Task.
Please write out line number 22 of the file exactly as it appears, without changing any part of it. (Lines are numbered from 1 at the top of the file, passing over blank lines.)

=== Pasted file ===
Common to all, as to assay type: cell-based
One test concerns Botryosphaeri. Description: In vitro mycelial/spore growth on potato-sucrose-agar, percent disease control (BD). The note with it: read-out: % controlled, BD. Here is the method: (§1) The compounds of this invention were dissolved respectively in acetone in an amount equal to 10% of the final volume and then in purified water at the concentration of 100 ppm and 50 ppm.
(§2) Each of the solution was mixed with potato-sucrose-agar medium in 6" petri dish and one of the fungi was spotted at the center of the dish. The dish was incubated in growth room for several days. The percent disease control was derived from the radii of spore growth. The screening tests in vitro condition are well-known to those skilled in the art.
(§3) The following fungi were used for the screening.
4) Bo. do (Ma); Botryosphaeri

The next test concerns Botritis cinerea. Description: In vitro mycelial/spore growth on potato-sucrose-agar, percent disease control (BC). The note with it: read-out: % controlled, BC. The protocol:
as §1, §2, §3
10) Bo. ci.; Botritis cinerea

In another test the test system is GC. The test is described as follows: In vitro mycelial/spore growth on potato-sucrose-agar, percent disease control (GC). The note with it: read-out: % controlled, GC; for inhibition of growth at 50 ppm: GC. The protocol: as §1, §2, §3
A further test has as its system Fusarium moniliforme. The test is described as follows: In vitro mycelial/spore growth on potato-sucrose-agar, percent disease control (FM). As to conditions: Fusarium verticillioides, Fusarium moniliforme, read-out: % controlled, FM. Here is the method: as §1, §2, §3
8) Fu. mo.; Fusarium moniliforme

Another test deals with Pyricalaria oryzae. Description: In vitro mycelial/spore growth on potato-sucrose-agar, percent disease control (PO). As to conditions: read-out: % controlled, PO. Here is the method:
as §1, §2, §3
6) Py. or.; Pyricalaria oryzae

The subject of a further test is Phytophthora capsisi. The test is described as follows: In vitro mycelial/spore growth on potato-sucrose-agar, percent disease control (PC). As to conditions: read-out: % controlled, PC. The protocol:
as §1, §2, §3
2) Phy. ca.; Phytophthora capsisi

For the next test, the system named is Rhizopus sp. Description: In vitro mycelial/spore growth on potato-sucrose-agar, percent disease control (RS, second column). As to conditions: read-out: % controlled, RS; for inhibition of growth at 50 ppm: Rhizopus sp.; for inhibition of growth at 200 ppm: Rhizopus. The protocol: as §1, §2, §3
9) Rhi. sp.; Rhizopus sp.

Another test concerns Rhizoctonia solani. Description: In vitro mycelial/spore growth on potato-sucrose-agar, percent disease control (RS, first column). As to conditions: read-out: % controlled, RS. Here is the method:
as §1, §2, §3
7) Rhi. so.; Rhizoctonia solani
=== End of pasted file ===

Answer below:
7) Rhi. so.; Rhizoctonia solani